When I grow up, I wanna be a beach boy

I was sitting with friends one day and there was an impromptu session of ‘mchongoano’ going on. I was the brunt of the joke that day, due to the fact that people from the Luhya tribe are known to be good maids and watchmen.

Most puns were a bit lacklustre, but one of them hit home. This guy called Baraza unleashed the gold card on me. He told me that a Luhya girl with ambition would probably be sitting in their classroom thinking; ‘When I grow up, I don’t just want to be a maid, I want to be a maid who wears a uniform.’

He went on to say that if it was a boy, his ambition would be to be a watchman – who wore a uniform.

It was funny, but several months down the line, when I looked at the lack of development in several areas of Luhya-land and many other small towns with massive potential, the comment stood out like an ugly pimple.

The question is, do Kenyans lack ambition or are they just lazy?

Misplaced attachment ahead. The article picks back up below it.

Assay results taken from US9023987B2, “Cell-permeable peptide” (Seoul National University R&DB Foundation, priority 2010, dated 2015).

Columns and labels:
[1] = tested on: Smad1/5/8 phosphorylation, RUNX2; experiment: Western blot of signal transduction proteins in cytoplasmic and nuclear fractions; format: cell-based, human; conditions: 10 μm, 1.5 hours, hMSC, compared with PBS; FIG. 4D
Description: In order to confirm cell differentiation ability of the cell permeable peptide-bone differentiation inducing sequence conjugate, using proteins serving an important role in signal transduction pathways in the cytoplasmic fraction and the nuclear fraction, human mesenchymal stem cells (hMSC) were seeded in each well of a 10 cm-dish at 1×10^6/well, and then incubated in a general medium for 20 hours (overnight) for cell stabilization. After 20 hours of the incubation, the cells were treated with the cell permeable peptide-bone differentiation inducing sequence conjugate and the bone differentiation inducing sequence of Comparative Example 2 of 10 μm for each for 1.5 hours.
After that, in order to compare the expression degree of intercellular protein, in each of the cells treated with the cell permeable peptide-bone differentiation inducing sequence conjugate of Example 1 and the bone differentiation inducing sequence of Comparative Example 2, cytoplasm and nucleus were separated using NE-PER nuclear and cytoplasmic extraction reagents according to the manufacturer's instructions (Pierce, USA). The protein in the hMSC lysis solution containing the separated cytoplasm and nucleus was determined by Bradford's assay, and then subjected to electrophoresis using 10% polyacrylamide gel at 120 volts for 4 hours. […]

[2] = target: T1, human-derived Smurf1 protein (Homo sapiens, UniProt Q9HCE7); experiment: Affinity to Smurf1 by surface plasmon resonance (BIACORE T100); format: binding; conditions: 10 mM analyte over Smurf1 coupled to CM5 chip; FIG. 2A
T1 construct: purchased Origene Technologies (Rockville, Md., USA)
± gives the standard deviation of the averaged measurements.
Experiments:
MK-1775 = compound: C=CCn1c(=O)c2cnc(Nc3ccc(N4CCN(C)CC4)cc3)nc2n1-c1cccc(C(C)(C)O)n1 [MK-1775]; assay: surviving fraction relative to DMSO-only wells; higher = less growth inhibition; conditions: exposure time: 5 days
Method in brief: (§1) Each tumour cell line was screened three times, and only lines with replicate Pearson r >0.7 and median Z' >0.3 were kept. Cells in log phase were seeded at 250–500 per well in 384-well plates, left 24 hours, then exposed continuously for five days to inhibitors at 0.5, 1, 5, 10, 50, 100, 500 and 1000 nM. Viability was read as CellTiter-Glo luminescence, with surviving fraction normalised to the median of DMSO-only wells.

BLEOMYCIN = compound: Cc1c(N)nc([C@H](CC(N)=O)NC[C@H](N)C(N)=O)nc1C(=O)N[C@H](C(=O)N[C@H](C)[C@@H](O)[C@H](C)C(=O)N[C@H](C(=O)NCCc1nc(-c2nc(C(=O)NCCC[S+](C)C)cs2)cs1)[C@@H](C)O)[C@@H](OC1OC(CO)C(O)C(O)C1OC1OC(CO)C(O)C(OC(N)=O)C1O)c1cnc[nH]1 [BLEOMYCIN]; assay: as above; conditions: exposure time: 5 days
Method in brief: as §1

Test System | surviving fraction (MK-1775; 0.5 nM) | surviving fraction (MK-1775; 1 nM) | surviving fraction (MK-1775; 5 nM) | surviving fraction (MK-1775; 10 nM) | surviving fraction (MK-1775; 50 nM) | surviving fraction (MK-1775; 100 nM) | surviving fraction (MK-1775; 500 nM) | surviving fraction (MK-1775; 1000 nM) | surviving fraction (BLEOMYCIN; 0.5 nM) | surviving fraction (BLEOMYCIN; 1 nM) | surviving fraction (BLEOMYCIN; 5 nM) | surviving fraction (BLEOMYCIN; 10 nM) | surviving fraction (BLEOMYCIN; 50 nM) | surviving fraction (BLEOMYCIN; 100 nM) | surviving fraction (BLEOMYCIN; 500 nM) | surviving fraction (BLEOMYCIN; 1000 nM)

One of the places that gives a bleak example is Malindi. It is a beautiful town with good infrastructure, fantastic weather and friendly people. But citizens who live there have almost been cultured to believe that the tourists who visit in certain seasons are their only lifeline.

When the tourists are not in session, the youth engage in petty crime, stealing handbags and phones to get by. It would come as no surprise if there are ladies competing to get hooked up with the best looking tourist, or if they decide one day to host the ‘Best Beach boy’ pageant. I refuse to believe that there is nothing else they can do to generate income, the tourist visits should only be a boost.

My sister in law, who was posted to work in another town close by, told me that her neighbours would laugh at her because she decided that instead of buying vegetables very far away she would plant her very own vegetable garden in her compound. Is that culture or laziness?

And we don’t lack opportunities. In Ndere, there is a National Park run by the Kenya Wildlife Service called Ndere Island. It is beautiful and attracts a lot of visitors. But even though it is common knowledge that you might stand the chance of severe dehydration if you try to walk on that Island without a bottle of water/replenishing fluid, there is not even one shop close-by that sells the commodity. Everybody is fishing Omena nearby.

I think don’t think Kenyans lack ambition; they are just too lazy to think of another way out.

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